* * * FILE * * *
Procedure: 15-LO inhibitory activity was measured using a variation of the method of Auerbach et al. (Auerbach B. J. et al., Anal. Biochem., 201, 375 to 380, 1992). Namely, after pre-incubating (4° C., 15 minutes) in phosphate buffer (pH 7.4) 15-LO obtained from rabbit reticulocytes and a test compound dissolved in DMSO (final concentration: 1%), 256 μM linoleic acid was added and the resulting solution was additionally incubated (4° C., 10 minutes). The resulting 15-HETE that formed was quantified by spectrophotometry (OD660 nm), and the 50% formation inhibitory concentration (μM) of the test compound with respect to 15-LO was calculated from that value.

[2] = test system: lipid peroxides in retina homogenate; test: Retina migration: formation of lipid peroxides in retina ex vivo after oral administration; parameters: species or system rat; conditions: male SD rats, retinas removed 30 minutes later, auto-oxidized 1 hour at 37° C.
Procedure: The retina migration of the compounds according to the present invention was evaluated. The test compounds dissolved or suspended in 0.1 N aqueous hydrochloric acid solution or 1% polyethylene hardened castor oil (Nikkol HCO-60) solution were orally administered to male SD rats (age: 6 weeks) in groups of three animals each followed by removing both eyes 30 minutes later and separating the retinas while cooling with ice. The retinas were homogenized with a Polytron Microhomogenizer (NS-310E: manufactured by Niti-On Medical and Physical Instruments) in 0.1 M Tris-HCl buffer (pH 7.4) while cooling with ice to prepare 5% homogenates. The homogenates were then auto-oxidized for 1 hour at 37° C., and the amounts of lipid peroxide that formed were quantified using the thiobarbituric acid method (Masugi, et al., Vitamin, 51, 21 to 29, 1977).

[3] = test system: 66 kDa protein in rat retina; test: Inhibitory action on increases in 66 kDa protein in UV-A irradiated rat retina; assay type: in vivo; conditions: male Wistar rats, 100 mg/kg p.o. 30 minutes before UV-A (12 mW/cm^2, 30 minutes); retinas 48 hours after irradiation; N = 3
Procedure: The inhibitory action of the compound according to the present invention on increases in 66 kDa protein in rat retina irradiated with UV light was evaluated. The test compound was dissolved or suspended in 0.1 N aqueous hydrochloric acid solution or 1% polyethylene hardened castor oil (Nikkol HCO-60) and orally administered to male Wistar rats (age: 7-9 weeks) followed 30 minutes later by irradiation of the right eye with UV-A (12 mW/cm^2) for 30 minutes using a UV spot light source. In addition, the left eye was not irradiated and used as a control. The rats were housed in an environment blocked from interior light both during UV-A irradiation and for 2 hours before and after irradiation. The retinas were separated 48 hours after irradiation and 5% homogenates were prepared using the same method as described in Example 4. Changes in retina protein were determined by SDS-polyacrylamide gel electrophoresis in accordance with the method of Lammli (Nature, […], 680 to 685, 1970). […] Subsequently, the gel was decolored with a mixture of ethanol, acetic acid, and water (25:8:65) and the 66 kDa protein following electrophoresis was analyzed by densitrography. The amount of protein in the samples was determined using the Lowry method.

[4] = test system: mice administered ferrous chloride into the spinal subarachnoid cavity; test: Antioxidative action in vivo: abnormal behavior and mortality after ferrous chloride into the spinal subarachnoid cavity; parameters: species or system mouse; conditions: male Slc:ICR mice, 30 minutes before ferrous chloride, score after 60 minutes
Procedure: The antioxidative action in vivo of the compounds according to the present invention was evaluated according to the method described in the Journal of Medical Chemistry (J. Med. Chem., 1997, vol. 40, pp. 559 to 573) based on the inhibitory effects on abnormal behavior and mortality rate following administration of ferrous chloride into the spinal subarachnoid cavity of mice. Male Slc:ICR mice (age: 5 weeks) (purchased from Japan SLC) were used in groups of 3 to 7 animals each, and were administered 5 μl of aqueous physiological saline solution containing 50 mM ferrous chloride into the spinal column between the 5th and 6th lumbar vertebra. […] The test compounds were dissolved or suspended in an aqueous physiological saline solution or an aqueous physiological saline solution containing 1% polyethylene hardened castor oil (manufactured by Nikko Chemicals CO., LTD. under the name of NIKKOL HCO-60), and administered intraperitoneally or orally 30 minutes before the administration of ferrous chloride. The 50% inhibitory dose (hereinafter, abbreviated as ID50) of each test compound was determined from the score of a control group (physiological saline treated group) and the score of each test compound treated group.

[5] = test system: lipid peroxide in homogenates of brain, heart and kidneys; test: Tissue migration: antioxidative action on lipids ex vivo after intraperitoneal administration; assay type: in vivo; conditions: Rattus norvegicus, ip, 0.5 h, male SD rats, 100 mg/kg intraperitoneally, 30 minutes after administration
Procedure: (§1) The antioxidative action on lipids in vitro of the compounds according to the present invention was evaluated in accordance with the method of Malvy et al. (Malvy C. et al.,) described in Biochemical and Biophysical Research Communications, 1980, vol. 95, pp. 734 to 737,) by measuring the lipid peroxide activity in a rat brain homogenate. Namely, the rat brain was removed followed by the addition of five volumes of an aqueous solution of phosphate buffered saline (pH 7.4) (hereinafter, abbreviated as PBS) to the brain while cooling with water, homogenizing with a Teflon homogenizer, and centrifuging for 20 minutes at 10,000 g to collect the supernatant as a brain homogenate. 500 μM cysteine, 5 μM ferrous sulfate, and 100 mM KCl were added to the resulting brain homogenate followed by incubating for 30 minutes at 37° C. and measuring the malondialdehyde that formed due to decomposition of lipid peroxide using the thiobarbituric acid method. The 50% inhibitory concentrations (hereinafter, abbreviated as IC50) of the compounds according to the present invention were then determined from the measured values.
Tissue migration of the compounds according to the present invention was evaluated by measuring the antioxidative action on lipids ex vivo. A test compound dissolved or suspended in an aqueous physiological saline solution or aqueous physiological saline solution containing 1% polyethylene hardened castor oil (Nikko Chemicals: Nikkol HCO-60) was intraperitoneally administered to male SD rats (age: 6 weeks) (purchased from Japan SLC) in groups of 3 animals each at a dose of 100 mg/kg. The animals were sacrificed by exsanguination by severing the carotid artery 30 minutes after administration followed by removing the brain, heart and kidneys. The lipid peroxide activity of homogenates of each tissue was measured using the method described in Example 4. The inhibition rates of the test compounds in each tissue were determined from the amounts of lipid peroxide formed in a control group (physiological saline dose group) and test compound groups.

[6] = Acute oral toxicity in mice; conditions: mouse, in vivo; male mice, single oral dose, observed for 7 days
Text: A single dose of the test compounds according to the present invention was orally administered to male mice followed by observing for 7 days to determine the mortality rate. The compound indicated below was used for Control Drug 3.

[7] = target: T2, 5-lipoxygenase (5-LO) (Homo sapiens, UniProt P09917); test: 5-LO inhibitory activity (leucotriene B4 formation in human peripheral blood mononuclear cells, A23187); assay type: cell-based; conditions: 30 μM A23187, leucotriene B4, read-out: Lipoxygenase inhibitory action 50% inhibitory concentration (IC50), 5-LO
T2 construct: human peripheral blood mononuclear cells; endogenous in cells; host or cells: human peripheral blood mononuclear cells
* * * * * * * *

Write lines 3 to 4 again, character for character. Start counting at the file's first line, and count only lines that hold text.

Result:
Procedure: The retina migration of the compounds according to the present invention was evaluated. The test compounds dissolved or suspended in 0.1 N aqueous hydrochloric acid solution or 1% polyethylene hardened castor oil (Nikkol HCO-60) solution were orally administered to male SD rats (age: 6 weeks) in groups of three animals each followed by removing both eyes 30 minutes later and separating the retinas while cooling with ice. The retinas were homogenized with a Polytron Microhomogenizer (NS-310E: manufactured by Niti-On Medical and Physical Instruments) in 0.1 M Tris-HCl buffer (pH 7.4) while cooling with ice to prepare 5% homogenates. The homogenates were then auto-oxidized for 1 hour at 37° C., and the amounts of lipid peroxide that formed were quantified using the thiobarbituric acid method (Masugi, et al., Vitamin, 51, 21 to 29, 1977).

[3] = test system: 66 kDa protein in rat retina; test: Inhibitory action on increases in 66 kDa protein in UV-A irradiated rat retina; assay type: in vivo; conditions: male Wistar rats, 100 mg/kg p.o. 30 minutes before UV-A (12 mW/cm^2, 30 minutes); retinas 48 hours after irradiation; N = 3